In any merger and acquisition, due diligence is the research that a potential buyer conducts to assess the viability of a purchase of a business. It is in a buyer’s interest to carry out due diligence on a target business. It is critical to engage a lawyer experienced in a good number of M&A transactions to oversee these investigations.
Failure to identify weaknesses in the business or financial records disclosed by the seller then becomes a legal liability the buyer inherits when he acquires the target. Examples of unpleasant surprises post-acquisition include discovering that the business acquired is bound by onerous contracts, or that key employees crucial to the business’ success have left or are leaving. After the purchase, it becomes too late to change your mind.
Typically, thorough due diligence starts with compliance and good standing. It is crucial that the business is in good standing with the law and the authorities. Minimally, the buyer must be aware if there are any ongoing legal proceedings against the business.
Next, financial due diligence will allow the buyer to better understand the financial position of the business, enabling him to assess the right price to pay for it. There are many aspects to this, but a key aspect is the uncovering of unsettled tax liabilities that the buyer would potentially have to bear.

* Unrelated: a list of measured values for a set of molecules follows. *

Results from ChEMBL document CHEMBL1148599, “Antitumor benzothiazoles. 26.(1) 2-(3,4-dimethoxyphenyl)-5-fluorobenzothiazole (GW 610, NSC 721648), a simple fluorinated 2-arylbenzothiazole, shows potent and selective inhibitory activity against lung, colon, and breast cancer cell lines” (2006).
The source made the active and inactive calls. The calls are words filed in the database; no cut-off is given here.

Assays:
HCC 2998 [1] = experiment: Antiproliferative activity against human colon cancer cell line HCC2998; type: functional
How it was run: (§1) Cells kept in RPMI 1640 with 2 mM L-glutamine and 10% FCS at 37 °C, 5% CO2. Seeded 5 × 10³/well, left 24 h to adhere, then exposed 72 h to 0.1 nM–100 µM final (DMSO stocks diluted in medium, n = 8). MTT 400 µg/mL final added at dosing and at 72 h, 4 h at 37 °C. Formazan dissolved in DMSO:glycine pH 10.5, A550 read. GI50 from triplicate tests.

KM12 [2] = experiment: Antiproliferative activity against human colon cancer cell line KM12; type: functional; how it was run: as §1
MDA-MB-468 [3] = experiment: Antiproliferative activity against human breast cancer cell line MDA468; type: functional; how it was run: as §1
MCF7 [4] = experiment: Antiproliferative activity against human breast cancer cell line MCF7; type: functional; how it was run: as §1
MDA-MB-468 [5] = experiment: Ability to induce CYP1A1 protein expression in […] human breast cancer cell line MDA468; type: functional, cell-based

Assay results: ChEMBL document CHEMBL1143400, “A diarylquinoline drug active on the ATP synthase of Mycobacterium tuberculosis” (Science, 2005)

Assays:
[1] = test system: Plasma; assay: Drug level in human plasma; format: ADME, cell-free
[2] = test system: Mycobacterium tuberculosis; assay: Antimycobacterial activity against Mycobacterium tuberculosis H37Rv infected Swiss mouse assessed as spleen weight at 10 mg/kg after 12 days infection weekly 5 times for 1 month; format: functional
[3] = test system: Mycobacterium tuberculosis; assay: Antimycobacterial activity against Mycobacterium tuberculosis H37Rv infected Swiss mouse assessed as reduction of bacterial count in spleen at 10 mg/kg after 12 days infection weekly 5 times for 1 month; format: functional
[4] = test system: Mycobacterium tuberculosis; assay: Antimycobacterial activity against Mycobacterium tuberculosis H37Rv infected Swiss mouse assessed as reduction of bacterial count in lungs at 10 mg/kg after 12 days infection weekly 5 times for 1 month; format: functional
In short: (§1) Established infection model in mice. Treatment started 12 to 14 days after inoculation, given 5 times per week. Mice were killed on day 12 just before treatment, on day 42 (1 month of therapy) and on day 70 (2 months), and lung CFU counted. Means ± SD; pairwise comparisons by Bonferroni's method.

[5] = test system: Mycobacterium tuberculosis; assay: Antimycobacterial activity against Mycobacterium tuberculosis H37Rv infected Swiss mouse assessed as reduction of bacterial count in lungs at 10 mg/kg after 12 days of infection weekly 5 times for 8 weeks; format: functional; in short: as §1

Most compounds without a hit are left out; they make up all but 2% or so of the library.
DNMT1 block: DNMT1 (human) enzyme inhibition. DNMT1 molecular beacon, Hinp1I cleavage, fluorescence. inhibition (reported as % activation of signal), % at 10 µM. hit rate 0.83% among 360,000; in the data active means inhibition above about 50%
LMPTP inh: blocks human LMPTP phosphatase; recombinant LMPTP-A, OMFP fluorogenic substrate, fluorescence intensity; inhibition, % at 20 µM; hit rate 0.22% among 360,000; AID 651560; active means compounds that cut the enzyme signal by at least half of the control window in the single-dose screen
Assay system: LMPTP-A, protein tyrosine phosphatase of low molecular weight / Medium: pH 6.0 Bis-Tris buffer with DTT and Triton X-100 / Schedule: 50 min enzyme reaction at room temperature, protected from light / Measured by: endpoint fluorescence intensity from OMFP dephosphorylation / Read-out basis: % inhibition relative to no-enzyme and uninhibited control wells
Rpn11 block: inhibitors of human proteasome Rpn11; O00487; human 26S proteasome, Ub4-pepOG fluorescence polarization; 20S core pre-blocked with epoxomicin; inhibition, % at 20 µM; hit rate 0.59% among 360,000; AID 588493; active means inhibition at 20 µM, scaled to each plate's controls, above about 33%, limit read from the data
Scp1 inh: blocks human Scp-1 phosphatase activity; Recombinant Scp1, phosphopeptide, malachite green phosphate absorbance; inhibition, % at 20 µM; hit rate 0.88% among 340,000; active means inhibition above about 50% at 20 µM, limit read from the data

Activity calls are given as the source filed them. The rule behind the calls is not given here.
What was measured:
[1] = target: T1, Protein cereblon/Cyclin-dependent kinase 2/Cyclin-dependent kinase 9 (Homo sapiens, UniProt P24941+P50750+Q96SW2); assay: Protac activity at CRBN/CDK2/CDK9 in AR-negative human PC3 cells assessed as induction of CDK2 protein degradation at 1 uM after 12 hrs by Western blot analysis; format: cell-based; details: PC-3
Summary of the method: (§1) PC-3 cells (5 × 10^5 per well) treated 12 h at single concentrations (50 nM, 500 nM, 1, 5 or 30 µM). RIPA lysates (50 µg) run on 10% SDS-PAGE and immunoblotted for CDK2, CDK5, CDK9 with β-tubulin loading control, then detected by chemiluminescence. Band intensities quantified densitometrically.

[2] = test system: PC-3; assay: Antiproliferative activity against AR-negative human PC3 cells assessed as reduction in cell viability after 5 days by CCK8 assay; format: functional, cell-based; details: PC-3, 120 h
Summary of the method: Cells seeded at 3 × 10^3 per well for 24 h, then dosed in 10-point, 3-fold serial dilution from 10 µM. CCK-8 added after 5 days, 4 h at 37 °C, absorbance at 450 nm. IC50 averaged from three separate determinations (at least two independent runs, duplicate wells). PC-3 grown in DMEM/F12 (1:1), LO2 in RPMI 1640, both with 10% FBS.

An audit of physical assets ensures they are in good condition and are still in the company’s possession. The buyer should also check that intellectual property rights are properly registered, in whose names are those rights registered with, and that all intellectual property, whether registered or not, would be transferred to him upon completion of the sale.
The buyer should ensure that key employees remain with the company and that the business possesses all the necessary licenses and permits required for operation. Depending on the nature of the industry in which the business operates, approvals from relevant authorities might need to be sought for the purchase. The buyer should review all the business’ contracts to ascertain its rights and obligations, and also have a good understanding of the existing major customers of the business to ensure that these relationships continue after the purchase.
Due diligence may uncover troubling aspects of the target business. Warranties and other terms may be inserted to protect the buyer from losses suffered upon taking over the business. A typical sale and purchase agreement would contain warranties which serve as contractual assurances or promises. For example, it may be provided in the contract that the seller shall indemnify the buyer for any unsettled tax liabilities. In the event of a breach of a warranty, the buyer may claim from the seller any resultant losses flowing from the breach. Due diligence and warranty clauses work hand in hand and complement each other.
Yuen Law brings to the table many years of multimillion-dollar mergers and acquisitions experiences for clients ranging from MNCs to SMEs and start-ups. For assistance on due diligence for purchasing businesses, do contact us to make an appointment.